LCH: The crowdfunding use case is clearly defined, which is not the same for DLT, robotics or artificial intelligence (AI) for which we are still in the experimentation phase at best. For crowdfunding we have sufficient maturity to look at the best approaches to business and the right business cases.
What is the most impactful improvement?
PR: The sandbox will have the most impact. A successful fintech sector needs to be able to develop at a small scale, but reach a much bigger market quickly. A European sandbox will facilitate that.
Are there gaps?
PR: Around artificial intelligence, yes.
LCH: I think regulators globally- but also the industry – need more time to have a clear understanding of the risks associated with these technologies. Today we mainly focus on their potential in added value, how they can be included in existing processes or can change the customer journey and experience. The risk and the governance requirements associated with the use of these new technologies need to be understood as well. For example, should there be exams or certifications for some AI tools, how can we stress test them and what audit trail is needed – these are questions that should be asked.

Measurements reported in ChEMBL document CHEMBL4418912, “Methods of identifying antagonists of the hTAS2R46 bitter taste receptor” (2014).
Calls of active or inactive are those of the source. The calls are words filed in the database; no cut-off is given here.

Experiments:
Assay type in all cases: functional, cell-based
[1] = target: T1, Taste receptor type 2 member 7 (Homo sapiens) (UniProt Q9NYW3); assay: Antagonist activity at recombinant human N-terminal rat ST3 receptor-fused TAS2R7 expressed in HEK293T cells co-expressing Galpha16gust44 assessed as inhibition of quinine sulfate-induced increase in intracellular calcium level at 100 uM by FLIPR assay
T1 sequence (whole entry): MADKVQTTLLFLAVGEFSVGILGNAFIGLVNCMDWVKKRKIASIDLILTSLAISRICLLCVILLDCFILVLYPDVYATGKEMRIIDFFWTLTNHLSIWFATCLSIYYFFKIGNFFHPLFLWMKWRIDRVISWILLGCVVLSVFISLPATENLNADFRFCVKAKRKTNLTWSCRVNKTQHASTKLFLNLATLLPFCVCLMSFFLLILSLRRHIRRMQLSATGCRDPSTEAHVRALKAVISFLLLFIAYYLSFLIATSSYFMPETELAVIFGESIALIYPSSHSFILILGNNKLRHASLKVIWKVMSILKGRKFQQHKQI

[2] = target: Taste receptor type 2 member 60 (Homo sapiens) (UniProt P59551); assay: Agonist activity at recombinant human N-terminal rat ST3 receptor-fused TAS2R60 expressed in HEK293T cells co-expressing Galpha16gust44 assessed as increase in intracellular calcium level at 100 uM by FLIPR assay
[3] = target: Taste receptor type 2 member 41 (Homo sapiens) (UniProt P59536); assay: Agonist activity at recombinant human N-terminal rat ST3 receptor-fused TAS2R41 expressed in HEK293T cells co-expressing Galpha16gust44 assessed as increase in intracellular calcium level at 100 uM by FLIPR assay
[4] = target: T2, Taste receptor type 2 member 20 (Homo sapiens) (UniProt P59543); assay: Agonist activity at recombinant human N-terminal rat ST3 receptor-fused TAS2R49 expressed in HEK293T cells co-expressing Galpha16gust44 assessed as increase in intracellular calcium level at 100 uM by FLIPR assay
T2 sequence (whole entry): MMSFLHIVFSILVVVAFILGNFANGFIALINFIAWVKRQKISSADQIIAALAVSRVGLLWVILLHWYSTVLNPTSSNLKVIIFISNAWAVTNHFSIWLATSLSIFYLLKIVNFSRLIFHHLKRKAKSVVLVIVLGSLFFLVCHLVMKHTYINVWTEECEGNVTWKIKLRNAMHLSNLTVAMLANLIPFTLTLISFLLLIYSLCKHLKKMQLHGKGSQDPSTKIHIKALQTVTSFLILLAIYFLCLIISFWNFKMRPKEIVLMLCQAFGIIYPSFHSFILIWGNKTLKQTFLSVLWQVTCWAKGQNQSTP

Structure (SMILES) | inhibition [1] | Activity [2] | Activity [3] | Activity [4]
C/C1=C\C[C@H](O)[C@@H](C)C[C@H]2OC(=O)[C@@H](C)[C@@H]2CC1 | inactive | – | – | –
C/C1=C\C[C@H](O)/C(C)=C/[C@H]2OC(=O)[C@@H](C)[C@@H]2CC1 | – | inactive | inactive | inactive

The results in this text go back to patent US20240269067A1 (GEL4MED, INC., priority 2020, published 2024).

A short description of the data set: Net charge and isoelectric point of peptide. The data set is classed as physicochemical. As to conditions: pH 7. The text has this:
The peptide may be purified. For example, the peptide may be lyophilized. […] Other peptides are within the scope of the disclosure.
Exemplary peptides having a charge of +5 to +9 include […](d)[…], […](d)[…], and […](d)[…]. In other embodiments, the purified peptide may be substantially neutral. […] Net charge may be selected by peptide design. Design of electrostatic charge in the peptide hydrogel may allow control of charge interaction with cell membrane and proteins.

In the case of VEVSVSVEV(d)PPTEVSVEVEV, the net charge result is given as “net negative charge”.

PR: You need to have some supervision of AI and some skills at the local regulator level to audit use. Something not yet addressed is the extreme risk that might stem from dependency on technology, for example if there is an increased dependency on AI technology what might that mean in the event of a cyberattack or a power cut? We are working on this at a company level but some governance and direction from authorities for the wider industry would be welcome.
What would the European market for fintechs look like without this EC initiative?
LCH: We already see there are a lot of local initiatives. For example, in France the authorities have been very progressive on several issues. We have seen the launch of mini bonds that can be issued on blockchain. There are many discussions regarding initial coin offerings (ICOs). In Denmark and the Netherlands, they have launched sandbox schemes to enable fintech businesses to test new technologies and business models on customers in a safe environment.